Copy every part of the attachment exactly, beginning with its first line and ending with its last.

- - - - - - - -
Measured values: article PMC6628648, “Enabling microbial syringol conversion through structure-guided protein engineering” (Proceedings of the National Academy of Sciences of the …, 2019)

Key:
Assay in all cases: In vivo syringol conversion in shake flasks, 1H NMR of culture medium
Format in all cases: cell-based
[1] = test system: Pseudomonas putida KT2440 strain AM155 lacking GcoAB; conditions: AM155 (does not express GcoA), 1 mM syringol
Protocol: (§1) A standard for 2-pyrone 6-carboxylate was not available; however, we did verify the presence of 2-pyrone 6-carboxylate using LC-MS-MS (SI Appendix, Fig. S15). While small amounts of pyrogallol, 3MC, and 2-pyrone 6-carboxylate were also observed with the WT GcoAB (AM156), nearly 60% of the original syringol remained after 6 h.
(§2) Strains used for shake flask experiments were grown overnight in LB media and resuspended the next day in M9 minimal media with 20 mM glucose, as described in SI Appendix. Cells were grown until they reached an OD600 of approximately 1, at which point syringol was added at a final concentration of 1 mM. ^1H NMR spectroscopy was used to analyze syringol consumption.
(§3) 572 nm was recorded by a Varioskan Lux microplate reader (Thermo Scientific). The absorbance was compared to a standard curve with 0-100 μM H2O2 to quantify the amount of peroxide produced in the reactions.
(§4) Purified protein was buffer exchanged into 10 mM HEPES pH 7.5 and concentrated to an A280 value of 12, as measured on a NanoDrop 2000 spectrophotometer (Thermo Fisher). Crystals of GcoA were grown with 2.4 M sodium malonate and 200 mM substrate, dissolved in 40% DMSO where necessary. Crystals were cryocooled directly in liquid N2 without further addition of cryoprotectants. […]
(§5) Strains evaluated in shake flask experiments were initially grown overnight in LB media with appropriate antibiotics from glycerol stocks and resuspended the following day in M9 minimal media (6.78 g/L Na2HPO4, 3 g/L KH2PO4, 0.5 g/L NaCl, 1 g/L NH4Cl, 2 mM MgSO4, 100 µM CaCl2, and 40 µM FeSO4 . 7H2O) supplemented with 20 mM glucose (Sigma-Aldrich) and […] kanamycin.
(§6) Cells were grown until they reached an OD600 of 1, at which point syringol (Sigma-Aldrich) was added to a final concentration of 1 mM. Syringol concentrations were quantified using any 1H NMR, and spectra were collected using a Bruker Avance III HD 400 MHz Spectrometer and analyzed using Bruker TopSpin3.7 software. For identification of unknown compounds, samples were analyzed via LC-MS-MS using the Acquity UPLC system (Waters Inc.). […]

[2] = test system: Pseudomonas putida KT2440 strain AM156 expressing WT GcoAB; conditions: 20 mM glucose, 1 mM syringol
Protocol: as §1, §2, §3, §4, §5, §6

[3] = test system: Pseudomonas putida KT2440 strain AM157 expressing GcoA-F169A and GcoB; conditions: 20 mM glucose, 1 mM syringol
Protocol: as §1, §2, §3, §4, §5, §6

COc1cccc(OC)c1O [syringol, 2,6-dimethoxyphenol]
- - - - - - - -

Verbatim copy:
Measured values: article PMC6628648, “Enabling microbial syringol conversion through structure-guided protein engineering” (Proceedings of the National Academy of Sciences of the …, 2019)

Key:
Assay in all cases: In vivo syringol conversion in shake flasks, 1H NMR of culture medium
Format in all cases: cell-based
[1] = test system: Pseudomonas putida KT2440 strain AM155 lacking GcoAB; conditions: AM155 (does not express GcoA), 1 mM syringol
Protocol: (§1) A standard for 2-pyrone 6-carboxylate was not available; however, we did verify the presence of 2-pyrone 6-carboxylate using LC-MS-MS (SI Appendix, Fig. S15). While small amounts of pyrogallol, 3MC, and 2-pyrone 6-carboxylate were also observed with the WT GcoAB (AM156), nearly 60% of the original syringol remained after 6 h.
(§2) Strains used for shake flask experiments were grown overnight in LB media and resuspended the next day in M9 minimal media with 20 mM glucose, as described in SI Appendix. Cells were grown until they reached an OD600 of approximately 1, at which point syringol was added at a final concentration of 1 mM. ^1H NMR spectroscopy was used to analyze syringol consumption.
(§3) 572 nm was recorded by a Varioskan Lux microplate reader (Thermo Scientific). The absorbance was compared to a standard curve with 0-100 μM H2O2 to quantify the amount of peroxide produced in the reactions.
(§4) Purified protein was buffer exchanged into 10 mM HEPES pH 7.5 and concentrated to an A280 value of 12, as measured on a NanoDrop 2000 spectrophotometer (Thermo Fisher). Crystals of GcoA were grown with 2.4 M sodium malonate and 200 mM substrate, dissolved in 40% DMSO where necessary. Crystals were cryocooled directly in liquid N2 without further addition of cryoprotectants. […]
(§5) Strains evaluated in shake flask experiments were initially grown overnight in LB media with appropriate antibiotics from glycerol stocks and resuspended the following day in M9 minimal media (6.78 g/L Na2HPO4, 3 g/L KH2PO4, 0.5 g/L NaCl, 1 g/L NH4Cl, 2 mM MgSO4, 100 µM CaCl2, and 40 µM FeSO4 . 7H2O) supplemented with 20 mM glucose (Sigma-Aldrich) and […] kanamycin.
(§6) Cells were grown until they reached an OD600 of 1, at which point syringol (Sigma-Aldrich) was added to a final concentration of 1 mM. Syringol concentrations were quantified using any 1H NMR, and spectra were collected using a Bruker Avance III HD 400 MHz Spectrometer and analyzed using Bruker TopSpin3.7 software. For identification of unknown compounds, samples were analyzed via LC-MS-MS using the Acquity UPLC system (Waters Inc.). […]

[2] = test system: Pseudomonas putida KT2440 strain AM156 expressing WT GcoAB; conditions: 20 mM glucose, 1 mM syringol
Protocol: as §1, §2, §3, §4, §5, §6

[3] = test system: Pseudomonas putida KT2440 strain AM157 expressing GcoA-F169A and GcoB; conditions: 20 mM glucose, 1 mM syringol
Protocol: as §1, §2, §3, §4, §5, §6

COc1cccc(OC)c1O [syringol, 2,6-dimethoxyphenol]